Papa Stour Sword Dance

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PAPA STOUR SWORD DANCE. Shetland, Muckle Reel & Sword Dance Tune (4/4 and 3/2 time). A Major. Standard tuning (fiddle). ABCC'. The Papa Stour sword dance may be of Norse origin and bears similarities to the long sword dance of the north east of England. The island of Papa Stour, Shetland, had its own team of dancers performing throughout the 19th century up until 1892; the dance was revived on the island in 1922 until 1968-9, and again on the Mainland in the 1970's and 1980's. Cooke says the island now has too few people to support a musical tradition. The 'A' part is "a short snatch of melody played as each of the seven dancers--the Seven Champions of Christendom--is introduced in turn to the audience by the leader (St. George), reciting the traditional text...The second piece is for the dance proper. It should perhaps be classed as a Muckle Reel, so similar is its structure and its function, for it is repeated continuously for as long as the dancers are 'running' the dance. Great use is made in this piece of what Shetlanders call 'the shivers', i.e. the rapid reiteration of a note or chord to strengthen the accent and enliven the general effect" (Cooke, 1986, p. 59).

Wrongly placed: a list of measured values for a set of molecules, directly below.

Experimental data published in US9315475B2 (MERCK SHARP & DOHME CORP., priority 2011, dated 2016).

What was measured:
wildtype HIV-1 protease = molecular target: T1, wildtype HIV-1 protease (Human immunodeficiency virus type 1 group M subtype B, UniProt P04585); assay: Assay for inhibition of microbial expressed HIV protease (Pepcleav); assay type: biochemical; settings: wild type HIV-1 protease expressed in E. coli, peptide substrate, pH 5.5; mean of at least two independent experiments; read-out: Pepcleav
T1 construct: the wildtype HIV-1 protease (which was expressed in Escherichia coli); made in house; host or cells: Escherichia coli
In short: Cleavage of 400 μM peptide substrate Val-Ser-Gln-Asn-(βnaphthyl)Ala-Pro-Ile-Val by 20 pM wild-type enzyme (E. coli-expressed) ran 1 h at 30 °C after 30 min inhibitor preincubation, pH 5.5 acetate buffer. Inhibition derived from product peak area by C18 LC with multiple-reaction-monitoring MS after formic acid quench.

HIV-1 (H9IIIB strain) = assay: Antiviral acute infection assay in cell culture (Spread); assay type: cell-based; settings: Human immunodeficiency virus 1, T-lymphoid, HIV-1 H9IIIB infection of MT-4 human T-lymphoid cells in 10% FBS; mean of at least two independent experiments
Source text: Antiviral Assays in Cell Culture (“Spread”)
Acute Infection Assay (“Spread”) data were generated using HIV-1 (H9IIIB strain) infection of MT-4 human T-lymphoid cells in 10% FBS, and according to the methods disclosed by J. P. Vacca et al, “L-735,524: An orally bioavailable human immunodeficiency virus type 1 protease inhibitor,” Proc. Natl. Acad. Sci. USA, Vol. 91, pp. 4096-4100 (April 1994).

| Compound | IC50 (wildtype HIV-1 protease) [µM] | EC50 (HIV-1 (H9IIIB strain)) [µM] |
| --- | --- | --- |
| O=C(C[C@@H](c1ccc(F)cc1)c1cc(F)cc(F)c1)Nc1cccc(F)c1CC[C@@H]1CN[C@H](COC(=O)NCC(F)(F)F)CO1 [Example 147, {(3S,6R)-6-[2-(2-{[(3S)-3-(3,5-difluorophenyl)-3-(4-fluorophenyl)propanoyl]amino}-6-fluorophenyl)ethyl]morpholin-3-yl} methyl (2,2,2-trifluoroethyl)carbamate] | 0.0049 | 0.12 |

Source for notated version:

Printed sources: Cooke (The Fiddle Tradition of the Shetland Isles), 1986; Ex. 7, p. 59.

Recorded sources:

See also listing at:
Hear Shetland fiddler Fraser Hughson's 1960 recording of the tune at Tobar an Dualcais [1] [2]
See/hear the dance performed on youtube.com [3] [4]
See the text of the play from Sir Walter Scott's The Pirate [5], and Ivor Allsop's article "The Papa Stour Sword Dance: Shetland" (from the Folk Music Journal, vol. 3, No. 4, 1978, pp. 324-342, published by the English Folk Dance & Song Society at JSTOR [6]




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